The Missing, which began on BBC One this evening, is an eight-part serial, like The Intruders, which started twenty-four hours earlier. Also like The Intruders, it benefits from the presence of a strong and charismatic lead actor, in this case James Nesbitt. But the similarities end there. Whereas The Intruders was cryptic to the point of confusion, The Missing is (on the surface at least) a relatively straightforward story, written, and acted by a talented cast, with real assurance. And this story really does grip.
Part of the reason why it is so powerful is that it deals with a deep human fear - the parent's dread of the loss of a child. Surely one of the most terrible, almost unimaginable, crimes is that of abducting a small child, who is defenceless and innocent. Yet these crimes do occur from time to time, and some of the most harrowing cases of recent years have been of this type. The script, by Harry and Jack Williams, handles this emotive material very effectively. The pair are, incidentally, the sons of Nigel Williams, an excellent writer. I enjoyed his The Wimbledon Poisoner years ago, and also a TV crime serial that he wrote back in the 80s - it was called Charlie, and it was rather good.
Nesbitt and his wife (played by the equally charismatic Frances O'Connor) were on holiday in a small French town eight years ago when their five year old son Oliver went missing. His dad took his eye off him for a moment, and that was long enough for the worst to happen. What parent cannot empathise with this nightmarish situation? The events of eight years ago are intertwined with events in the here and now. Nesbitt, who is drinking too much, remains obsessed with finding his missing son, and finally stumbles on a clue. His marriage has ended, and his wife is now married to a police liaison officer (Jason Flemyng) - but in her way, she remains equally tormented by the loss of their son.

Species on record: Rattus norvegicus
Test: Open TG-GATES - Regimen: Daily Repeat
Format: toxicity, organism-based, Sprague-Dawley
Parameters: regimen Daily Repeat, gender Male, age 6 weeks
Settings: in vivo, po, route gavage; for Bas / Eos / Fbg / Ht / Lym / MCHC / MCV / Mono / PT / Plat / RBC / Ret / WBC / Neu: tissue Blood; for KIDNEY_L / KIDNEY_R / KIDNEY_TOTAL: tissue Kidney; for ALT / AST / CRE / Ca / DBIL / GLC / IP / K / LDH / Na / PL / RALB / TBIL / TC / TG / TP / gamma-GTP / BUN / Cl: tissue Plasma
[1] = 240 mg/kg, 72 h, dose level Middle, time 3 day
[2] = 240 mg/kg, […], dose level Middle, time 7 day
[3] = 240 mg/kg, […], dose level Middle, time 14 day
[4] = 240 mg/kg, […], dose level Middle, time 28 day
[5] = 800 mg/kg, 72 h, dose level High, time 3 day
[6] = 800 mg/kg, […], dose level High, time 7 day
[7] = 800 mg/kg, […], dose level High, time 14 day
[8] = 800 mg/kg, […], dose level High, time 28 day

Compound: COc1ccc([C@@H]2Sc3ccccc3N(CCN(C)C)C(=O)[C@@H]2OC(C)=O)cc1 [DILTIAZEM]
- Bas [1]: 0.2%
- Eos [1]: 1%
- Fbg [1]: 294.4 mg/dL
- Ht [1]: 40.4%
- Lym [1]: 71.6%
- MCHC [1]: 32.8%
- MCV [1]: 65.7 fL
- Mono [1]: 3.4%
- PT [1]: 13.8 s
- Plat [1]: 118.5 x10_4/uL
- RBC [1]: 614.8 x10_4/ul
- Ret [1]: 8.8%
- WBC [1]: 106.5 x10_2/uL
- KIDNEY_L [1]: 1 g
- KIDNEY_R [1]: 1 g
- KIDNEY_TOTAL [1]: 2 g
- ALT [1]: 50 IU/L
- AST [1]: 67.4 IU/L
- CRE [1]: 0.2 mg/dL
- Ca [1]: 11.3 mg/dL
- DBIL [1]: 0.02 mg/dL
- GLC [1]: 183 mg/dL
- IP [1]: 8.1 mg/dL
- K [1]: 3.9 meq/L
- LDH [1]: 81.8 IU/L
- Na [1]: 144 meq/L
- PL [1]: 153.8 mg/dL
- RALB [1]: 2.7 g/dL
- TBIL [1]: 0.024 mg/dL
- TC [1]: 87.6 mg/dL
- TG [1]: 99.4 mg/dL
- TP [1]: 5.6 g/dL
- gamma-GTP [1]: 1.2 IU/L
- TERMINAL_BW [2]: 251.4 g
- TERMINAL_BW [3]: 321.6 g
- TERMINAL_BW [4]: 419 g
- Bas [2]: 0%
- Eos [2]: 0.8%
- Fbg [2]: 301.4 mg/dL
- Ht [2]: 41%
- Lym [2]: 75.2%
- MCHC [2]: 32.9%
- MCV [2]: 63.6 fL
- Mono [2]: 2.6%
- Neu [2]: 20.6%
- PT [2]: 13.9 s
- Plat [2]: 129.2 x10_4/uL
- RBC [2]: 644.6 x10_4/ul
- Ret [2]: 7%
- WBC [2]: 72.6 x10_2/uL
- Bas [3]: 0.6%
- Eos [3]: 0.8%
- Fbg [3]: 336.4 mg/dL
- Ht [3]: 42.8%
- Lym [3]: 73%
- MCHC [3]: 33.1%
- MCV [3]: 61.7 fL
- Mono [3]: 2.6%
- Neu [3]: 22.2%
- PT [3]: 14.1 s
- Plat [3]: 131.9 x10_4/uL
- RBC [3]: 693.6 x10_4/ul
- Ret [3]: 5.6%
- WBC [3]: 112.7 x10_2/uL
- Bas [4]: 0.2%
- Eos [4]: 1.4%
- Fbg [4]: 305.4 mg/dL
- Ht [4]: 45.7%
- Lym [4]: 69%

The switches between past and present worked well, and there were some tantalising glimpses of future plot complications. Something mysterious had been going on between Nesbitt and his father-in-law, and one of the French cops seems to have a secret to hide. The mystery is engrossing, but the human drama is even more compelling. I'm really not sure about The Intruders, but I'll definitely be watching the next episode of The Missing.